Before Cisneros’ 1999 guilty plea, Barrett’s office began a second phase based in part on allegations in a 1997 memo to IRS headquarters by whistleblower John Filan, an IRS criminal investigations chief in Texas. In a memo obtained by The News, Filan accused top Clinton officials, including senior IRS lawyer Barry Finkelstein, of covering up Cisneros’ tax fraud case by transferring it to two inexperienced lawyers in Washington. Filan wrote that the two got orders “to kill the case from Barry Finkelstein at the outset.”

My strong suspicion is that Barrett is right and that there was indeed a cover-up in the case. It would certainly be in keeping with the entire history of the Clinton administration and, to a lesser extent, the culture of presidential politics for the last several decades.

That said, however, it is absolutely outrageous for a prosecutor who has spent eleven years and $23 million of the taxpayers’ money to make public allegations that he is not prepared to back up with criminal charges. This tactic, which is becoming increasingly widespread, is an abuse of the power of office.

Barrett’s odyssey is just one more case-in-point why the Special Prosecutor/Independent Counsel idea, while well intentioned, needed to die. Given unlimited resources, no deadline, and a mandate to find wrongdoing, such excesses are a foregone conclusion even with honorable men like Barrett, Kenneth Starr, and Peter Fitgerald in charge.

On a related note, John Hinderaker notes that the NYT characterizes the leaker of the report as “someone sympathetic to the Barrett investigation who wanted his criticism of the Clinton administration to be known” and wonders whether a similar description would be applied to a Bush administration critic.

Ed Morrissey thinks this could be devasting to Hillary Clinton’s ambitions. Tom Bevan disagrees, pointing out that,

If you look at the considerable amount of baggage she’s dragged around for years without any adverse electoral effects – exorbitant cattle future profits, the unseemliness of Travelgate and Filegate, the mysterious appearance of the Rose Law Firm billing records, Lincoln Bedroom sleepovers, etc – it’s hard to imagine anything coming out of the Barrett report that will be explosive enough to do her real political harm.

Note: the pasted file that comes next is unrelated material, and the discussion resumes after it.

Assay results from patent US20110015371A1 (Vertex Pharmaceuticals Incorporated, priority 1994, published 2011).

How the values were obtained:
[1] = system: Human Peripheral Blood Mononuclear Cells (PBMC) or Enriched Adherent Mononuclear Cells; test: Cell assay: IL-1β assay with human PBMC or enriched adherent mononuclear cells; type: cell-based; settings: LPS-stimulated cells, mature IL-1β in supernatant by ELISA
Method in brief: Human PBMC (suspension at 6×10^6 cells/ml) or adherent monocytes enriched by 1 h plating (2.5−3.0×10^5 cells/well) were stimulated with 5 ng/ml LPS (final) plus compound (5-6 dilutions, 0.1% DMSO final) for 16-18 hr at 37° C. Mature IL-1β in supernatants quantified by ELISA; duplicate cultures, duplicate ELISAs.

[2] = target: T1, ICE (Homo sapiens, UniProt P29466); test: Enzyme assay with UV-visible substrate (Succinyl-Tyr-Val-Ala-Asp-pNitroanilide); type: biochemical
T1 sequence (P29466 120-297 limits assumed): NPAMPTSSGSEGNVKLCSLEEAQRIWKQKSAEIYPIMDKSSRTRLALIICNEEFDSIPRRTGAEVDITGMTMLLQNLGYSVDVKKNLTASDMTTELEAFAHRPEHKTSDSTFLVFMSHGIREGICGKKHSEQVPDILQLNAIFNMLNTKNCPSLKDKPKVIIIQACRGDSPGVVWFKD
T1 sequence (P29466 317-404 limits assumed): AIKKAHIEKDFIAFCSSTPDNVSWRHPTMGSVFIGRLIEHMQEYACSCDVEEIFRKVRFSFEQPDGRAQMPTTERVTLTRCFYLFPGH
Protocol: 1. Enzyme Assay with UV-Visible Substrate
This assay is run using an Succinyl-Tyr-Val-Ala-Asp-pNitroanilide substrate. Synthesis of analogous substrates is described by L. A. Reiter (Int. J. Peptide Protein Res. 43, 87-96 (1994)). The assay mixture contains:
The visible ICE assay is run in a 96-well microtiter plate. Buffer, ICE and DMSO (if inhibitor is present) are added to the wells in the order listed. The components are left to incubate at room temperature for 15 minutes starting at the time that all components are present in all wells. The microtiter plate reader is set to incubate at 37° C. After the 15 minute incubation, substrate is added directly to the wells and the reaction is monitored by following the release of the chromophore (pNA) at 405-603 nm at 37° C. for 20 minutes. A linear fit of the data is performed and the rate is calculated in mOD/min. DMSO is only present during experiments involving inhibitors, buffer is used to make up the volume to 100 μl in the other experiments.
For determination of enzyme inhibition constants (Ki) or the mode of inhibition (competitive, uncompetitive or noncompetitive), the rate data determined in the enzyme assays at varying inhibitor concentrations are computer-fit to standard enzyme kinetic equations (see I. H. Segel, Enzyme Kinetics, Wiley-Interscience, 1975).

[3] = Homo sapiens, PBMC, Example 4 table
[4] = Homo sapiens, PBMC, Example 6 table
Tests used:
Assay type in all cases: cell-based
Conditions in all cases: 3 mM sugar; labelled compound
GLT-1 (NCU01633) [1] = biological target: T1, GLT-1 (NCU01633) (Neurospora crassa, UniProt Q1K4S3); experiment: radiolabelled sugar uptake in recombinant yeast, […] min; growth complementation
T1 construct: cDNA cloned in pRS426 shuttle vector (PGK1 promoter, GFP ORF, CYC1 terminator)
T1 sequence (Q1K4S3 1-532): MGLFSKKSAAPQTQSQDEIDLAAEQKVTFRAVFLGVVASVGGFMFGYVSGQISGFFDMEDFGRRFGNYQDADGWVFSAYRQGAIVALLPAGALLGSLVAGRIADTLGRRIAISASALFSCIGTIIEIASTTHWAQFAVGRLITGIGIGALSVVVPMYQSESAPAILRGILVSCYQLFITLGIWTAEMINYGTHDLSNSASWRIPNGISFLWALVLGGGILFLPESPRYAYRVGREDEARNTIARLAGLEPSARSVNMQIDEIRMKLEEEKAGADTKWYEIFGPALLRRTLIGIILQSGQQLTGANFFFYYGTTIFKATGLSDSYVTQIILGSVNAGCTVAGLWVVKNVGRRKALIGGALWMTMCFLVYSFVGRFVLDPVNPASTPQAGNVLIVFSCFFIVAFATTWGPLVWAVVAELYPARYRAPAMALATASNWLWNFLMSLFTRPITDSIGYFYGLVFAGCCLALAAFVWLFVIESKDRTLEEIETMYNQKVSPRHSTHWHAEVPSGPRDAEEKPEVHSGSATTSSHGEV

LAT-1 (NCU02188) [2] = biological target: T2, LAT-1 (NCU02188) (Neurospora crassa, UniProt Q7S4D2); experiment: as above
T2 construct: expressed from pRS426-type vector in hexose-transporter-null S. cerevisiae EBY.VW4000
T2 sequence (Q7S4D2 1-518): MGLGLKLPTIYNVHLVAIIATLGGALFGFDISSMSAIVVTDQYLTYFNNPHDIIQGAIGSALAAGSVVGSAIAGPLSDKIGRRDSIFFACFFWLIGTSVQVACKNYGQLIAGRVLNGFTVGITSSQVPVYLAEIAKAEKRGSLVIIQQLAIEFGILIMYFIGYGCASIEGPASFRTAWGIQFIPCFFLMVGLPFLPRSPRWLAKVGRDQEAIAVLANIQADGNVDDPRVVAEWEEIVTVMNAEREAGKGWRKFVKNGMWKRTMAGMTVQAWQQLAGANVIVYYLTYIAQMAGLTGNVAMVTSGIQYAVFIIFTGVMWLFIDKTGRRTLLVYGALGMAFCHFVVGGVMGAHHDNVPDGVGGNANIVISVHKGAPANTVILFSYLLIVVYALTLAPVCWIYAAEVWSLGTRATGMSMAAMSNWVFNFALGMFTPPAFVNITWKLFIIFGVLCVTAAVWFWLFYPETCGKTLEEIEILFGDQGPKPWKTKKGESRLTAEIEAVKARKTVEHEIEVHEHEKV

Unless proven otherwise, Bevan’s guess strikes me as the safer bet. Indeed, her partisans will point to this as just another part of the Vast Right Wing Conspiracy.

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James Joyner
About James Joyner
James Joyner is Professor and Department Head of Security Studies at Marine Corps University's Command and Staff College and a nonresident senior fellow at the Scowcroft Center for Strategy and Security at the Atlantic Council. He's a former Army officer and Desert Storm vet. Views expressed here are his own. Follow James on Twitter @DrJJoyner.


  1. none says:

    “This tactic, which is becoming increasingly widespread, is an abuse of the power of office”

    It seems to me that it was only widespread during the Clinton years when we had daily briefs (leaks) about virtually all of the investigations. Now we have the reverse, no actual investigations being done and when they are, e.g. White House staff being indicted and unless there’s an indictment, no other info is released. I think that latter is the better approach. Even though we would all like to know what, say Patrick Fitzgerald has found out, it doesn’t do anyone good to release this kind of statement without charges.